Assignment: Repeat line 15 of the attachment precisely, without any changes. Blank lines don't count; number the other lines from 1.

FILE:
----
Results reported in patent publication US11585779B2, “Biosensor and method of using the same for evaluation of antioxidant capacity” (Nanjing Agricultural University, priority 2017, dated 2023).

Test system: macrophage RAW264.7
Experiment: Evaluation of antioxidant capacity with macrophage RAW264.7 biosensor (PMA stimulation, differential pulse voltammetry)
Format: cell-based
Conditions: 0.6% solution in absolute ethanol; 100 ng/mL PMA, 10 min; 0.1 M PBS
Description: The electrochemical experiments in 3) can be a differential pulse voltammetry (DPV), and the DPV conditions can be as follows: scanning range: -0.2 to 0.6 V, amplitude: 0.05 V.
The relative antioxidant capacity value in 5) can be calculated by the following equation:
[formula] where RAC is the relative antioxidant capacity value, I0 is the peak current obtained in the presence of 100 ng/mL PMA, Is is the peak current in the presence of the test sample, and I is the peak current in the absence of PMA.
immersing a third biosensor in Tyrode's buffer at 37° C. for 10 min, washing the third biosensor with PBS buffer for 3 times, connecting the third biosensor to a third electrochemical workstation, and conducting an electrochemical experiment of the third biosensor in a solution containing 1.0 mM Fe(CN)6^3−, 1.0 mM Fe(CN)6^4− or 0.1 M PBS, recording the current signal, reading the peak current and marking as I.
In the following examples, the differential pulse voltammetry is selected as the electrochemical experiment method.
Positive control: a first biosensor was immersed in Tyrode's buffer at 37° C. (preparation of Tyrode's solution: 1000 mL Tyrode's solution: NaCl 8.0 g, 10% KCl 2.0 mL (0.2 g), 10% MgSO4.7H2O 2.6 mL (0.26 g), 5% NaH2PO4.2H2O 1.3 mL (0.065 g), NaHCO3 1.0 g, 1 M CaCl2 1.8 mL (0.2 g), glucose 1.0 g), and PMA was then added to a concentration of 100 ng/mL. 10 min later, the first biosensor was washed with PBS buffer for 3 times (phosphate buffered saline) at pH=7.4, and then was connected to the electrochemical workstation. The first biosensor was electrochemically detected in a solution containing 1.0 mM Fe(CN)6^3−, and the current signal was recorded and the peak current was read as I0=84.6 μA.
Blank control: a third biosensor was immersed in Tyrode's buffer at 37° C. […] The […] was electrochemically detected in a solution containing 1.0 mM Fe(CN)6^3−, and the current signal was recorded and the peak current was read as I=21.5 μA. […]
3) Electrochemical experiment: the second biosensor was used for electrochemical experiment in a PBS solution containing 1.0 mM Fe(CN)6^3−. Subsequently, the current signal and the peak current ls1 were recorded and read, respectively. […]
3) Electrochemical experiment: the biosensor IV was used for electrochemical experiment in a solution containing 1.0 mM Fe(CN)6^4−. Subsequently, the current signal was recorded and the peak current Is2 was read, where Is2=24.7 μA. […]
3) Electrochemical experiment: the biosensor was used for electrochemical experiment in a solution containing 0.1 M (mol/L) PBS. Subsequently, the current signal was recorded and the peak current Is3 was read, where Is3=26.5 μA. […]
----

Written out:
3) Electrochemical experiment: the biosensor was used for electrochemical experiment in a solution containing 0.1 M (mol/L) PBS. Subsequently, the current signal was recorded and the peak current Is3 was read, where Is3=26.5 μA. […]